For those of you not familiar, it’s a British term referring to Spaghetti Bolognese.
For the Americans, Spaghetti Bolognese is what you all know as Spaghetti with Meat Sauce.
Neither Spag Bol, Spaghetti Bolognese nor Spaghetti with Meat Sauce bear any resemblance at all to anything actually served in Italy.
First, Ragù Bolognese, is a long-cooking, slow-simmered meat sauce. It has tomatoes, yes, but it’s not a thick, tomato sauce.
Second, as a meat sauce, it’s served with more substantial pasta types like tagliatelle.
It’s also used in lasagne and in risotto.
Usually, when I make Risotto Bolognese I used leftover Ragù.
So, this should be Risotto in the Style of Bolognese – but that was too long….
Total time: 25 minutes
- 2/3 cup (4.2oz, 125gr) Arborio rice (or other rice specifically for risotto – Carnaroli or Vialone Nano)
- 1/2 cup (4oz, 120ml) dry, white wine
- 2 1/4 cups (18oz, 540ml) beef stock
- 1/2 leek, chopped
- 1 tbs butter
- 1/2 cup Parmesan cheese – freshly grated
- 3oz (90gr) ground beef
- 3oz (90gr) dry-cured ham, such as Prosciutto, roughly chopped
- 1 carrot, chopped
- 1 small rib celery, chopped
- 1/2 leek, chopped
- 1 cup (8oz, 240gr) chopped tomatoes
- 2 tsp olive oil
- Heat beef stock and keep hot over low heat.
- In medium sauce pan heat butter; add the 1/2 leek and sauté until tender.
- Add rice and sauté, stirring, for 2 – 3 minutes until rice has white center.
- Add white wine and stir.
- Start condimenti.
- When rice has almost absorbed all the wine add a 1/3 cup of stock, stir. (No need to stir constantly but do stir from time to time.) When stock is almost absorbed add another 1/3 cup and continue adding 1/3 cup at a time and stirring.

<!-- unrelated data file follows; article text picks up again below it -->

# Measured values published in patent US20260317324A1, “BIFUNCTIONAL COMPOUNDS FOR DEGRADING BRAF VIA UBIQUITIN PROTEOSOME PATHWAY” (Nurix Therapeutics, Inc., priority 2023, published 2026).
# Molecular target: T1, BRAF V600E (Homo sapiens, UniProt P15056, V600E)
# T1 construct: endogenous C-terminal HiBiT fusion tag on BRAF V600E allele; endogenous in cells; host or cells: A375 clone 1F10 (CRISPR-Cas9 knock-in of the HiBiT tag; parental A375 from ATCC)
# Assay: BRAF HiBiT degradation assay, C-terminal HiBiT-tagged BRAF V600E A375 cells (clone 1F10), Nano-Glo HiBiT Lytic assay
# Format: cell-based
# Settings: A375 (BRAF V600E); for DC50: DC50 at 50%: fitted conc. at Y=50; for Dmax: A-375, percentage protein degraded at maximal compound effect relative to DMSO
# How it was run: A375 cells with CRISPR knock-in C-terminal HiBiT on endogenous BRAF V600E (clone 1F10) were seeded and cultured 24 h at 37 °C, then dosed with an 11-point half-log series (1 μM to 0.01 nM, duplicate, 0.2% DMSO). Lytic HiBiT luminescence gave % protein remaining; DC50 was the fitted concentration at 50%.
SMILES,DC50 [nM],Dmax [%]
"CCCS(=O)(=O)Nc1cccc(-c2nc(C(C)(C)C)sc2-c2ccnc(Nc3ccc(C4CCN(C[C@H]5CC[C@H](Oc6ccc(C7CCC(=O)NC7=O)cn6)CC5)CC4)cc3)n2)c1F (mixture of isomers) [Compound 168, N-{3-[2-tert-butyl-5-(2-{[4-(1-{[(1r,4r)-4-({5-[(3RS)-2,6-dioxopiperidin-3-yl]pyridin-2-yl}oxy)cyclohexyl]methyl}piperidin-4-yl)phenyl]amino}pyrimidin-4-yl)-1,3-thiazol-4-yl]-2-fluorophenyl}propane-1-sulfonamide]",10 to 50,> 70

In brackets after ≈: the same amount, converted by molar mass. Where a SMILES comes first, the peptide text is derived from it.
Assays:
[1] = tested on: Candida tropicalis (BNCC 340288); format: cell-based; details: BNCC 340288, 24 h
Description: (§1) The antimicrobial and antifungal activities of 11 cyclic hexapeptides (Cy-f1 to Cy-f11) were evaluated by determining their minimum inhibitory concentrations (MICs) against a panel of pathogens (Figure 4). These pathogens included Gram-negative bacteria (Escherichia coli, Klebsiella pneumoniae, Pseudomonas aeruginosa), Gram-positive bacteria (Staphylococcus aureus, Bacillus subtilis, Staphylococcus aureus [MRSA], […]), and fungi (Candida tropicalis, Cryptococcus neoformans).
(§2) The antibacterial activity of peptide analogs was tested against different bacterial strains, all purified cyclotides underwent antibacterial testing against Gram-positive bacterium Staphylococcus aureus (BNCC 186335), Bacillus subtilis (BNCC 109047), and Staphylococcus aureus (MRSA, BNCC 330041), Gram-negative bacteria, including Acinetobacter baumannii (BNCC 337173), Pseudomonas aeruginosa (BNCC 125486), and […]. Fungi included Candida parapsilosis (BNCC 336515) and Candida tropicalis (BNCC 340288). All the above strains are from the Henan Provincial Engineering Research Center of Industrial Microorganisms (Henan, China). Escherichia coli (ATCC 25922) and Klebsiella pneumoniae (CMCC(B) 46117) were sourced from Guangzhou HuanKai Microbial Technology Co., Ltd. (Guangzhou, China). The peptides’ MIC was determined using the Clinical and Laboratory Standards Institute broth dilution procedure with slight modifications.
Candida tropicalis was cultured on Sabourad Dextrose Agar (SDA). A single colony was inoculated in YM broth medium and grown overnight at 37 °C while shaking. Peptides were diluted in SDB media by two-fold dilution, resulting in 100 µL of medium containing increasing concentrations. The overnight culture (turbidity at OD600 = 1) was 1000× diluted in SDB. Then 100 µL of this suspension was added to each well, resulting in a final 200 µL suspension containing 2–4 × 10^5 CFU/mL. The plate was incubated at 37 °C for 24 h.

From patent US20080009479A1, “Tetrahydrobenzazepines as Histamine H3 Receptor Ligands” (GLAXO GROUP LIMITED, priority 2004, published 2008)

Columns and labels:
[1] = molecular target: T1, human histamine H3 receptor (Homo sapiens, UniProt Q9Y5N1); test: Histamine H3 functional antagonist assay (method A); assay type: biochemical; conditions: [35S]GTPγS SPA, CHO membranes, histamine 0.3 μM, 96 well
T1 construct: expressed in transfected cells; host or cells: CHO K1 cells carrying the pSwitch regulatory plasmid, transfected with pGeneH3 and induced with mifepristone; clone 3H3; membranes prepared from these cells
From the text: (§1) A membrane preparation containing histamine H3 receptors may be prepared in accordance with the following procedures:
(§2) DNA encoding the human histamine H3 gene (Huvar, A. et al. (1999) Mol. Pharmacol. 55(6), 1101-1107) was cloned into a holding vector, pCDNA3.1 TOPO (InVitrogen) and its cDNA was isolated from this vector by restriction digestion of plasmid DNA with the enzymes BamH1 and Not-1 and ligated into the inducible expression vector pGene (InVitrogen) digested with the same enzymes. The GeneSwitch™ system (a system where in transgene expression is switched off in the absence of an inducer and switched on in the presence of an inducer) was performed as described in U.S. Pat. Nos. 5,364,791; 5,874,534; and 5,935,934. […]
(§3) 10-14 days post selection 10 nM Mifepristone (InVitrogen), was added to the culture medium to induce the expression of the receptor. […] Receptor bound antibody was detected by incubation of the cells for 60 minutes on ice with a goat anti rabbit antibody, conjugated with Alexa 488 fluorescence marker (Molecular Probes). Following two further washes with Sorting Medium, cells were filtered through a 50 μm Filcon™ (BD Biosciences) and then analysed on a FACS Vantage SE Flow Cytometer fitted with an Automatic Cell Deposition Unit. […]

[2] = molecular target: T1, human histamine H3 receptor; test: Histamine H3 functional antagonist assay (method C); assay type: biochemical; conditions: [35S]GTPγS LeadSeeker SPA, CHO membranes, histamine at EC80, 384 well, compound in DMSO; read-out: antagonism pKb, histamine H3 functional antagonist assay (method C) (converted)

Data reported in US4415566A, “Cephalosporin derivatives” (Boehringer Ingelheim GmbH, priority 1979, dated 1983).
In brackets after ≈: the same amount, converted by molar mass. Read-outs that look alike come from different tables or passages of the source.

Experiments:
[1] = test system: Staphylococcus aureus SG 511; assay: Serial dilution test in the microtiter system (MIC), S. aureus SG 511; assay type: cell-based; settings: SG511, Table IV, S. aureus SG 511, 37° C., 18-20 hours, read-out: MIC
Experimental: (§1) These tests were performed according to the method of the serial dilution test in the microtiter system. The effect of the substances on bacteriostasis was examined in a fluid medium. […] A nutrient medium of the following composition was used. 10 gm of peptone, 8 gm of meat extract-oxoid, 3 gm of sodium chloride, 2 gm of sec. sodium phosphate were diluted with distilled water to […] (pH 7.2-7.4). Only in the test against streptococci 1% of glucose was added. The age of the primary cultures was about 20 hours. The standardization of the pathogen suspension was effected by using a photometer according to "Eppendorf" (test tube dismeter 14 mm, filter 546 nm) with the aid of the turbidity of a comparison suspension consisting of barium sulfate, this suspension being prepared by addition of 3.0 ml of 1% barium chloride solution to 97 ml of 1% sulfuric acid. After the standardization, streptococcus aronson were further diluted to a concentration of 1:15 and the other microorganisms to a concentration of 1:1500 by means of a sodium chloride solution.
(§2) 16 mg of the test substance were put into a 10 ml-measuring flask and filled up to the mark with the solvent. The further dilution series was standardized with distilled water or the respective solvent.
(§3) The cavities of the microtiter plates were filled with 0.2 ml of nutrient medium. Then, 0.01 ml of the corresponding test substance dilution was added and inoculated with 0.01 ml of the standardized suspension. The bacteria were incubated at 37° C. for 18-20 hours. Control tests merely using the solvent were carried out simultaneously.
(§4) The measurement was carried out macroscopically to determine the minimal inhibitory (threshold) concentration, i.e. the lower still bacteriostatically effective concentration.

- Before you add the last 1/3 cup taste a few kernels of rice. They should be just ‘al dente’ – slightly resistant to the tooth but fully cooked. If more stock is needed add it a few tbs at a time and waiting until almost completely absorbed.
- At this point risotto will be thick but not stiff – there will still be visible liquid and it will not hold it’s shape on a plate.
- Add the Parmesan and the condimenti, stir well, pour into a bowl or risotto platter and serve immediately. It will continue to absorb liquid and the leftovers (if any) will be quite stiff.
- Sauté remaining 1/2 leek, carrot and celery in olive oil until tender, about 10 minutes.
- Add beef, breaking it up as it browns.
- Add ham and sauté a few minutes longer.
- Add tomatoes, herbs and heat to simmering. Reduce heat and simmer slowly until needed.
The spam emails have been getting out of control again. Periodically, I actually open them, find the ‘unsubscribe’ link and get my name (temporarily) taken off the list.
In the process, sometimes I get sucked into reading whatever is considered of interest that day.
The headline read: “8 Staple Foods to Avoid at the Grocery Store”.
I was (slightly) intrigued.
Had someone found something wrong with milk? Butter? Yogurt?
The staples being referred to were:
- Frozen waffles. This is a staple? I thought frozen waffles were a twice-a-year treat for kids.
- Non-dairy milks. Who knows what goes into them to make them taste like actual milk
- Trail mix. Again, this is a staple?
- Salad dressing. Now, olive oil and vinegar would be staples, but bottled salad dressing?
- Canned soups. I’m not even going to talk about this one.
- Coffee creamer. I thought this was only a staple in offices – to make the horrid coffee taste better.
- Table salt. Apparently the problem with this is that it’s too refined and one should use sea salt. I use sea salt.
- Margarine. Yuck! I’ve eaten my share of canned soup as a child, but margarine? I’m from Wisconsin!
None of my staples made the list.
On my list of weekly staples are
- Fresh orange juice
- 2 or 3 types of seasonal fruit – 2 dozen total
- Fresh vegetables for every day
- Potatoes for mon mari
Oh…. And wine and dog treats.
Monthly, I would add rices, grains, pastas, (dark chocolate for me)
What’s on your list of staples?